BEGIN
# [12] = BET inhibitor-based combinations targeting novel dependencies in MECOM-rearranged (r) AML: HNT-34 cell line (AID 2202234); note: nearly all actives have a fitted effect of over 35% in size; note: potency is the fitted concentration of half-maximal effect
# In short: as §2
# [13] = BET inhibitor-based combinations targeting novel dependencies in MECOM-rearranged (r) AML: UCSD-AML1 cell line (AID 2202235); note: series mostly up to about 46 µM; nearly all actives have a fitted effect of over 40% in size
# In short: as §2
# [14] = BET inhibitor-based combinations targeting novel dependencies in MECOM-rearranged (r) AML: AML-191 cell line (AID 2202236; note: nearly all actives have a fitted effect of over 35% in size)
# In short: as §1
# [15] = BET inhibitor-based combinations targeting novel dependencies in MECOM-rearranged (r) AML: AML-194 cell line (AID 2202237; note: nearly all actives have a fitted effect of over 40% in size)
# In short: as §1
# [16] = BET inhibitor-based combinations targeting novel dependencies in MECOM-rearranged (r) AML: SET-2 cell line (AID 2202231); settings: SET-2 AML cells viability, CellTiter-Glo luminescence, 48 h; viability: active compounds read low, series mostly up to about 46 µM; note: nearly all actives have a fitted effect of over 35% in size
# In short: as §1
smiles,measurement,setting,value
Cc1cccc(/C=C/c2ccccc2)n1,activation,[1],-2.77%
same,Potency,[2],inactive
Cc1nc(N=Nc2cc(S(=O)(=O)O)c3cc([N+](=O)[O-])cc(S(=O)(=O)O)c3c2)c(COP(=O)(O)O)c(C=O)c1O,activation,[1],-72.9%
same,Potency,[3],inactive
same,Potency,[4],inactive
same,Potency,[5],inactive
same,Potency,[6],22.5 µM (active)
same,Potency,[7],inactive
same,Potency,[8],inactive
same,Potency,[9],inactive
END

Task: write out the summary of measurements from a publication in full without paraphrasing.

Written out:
# [12] = BET inhibitor-based combinations targeting novel dependencies in MECOM-rearranged (r) AML: HNT-34 cell line (AID 2202234); note: nearly all actives have a fitted effect of over 35% in size; note: potency is the fitted concentration of half-maximal effect
# In short: as §2
# [13] = BET inhibitor-based combinations targeting novel dependencies in MECOM-rearranged (r) AML: UCSD-AML1 cell line (AID 2202235); note: series mostly up to about 46 µM; nearly all actives have a fitted effect of over 40% in size
# In short: as §2
# [14] = BET inhibitor-based combinations targeting novel dependencies in MECOM-rearranged (r) AML: AML-191 cell line (AID 2202236; note: nearly all actives have a fitted effect of over 35% in size)
# In short: as §1
# [15] = BET inhibitor-based combinations targeting novel dependencies in MECOM-rearranged (r) AML: AML-194 cell line (AID 2202237; note: nearly all actives have a fitted effect of over 40% in size)
# In short: as §1
# [16] = BET inhibitor-based combinations targeting novel dependencies in MECOM-rearranged (r) AML: SET-2 cell line (AID 2202231); settings: SET-2 AML cells viability, CellTiter-Glo luminescence, 48 h; viability: active compounds read low, series mostly up to about 46 µM; note: nearly all actives have a fitted effect of over 35% in size
# In short: as §1
smiles,measurement,setting,value
Cc1cccc(/C=C/c2ccccc2)n1,activation,[1],-2.77%
same,Potency,[2],inactive
Cc1nc(N=Nc2cc(S(=O)(=O)O)c3cc([N+](=O)[O-])cc(S(=O)(=O)O)c3c2)c(COP(=O)(O)O)c(C=O)c1O,activation,[1],-72.9%
same,Potency,[3],inactive
same,Potency,[4],inactive
same,Potency,[5],inactive
same,Potency,[6],22.5 µM (active)
same,Potency,[7],inactive
same,Potency,[8],inactive
same,Potency,[9],inactive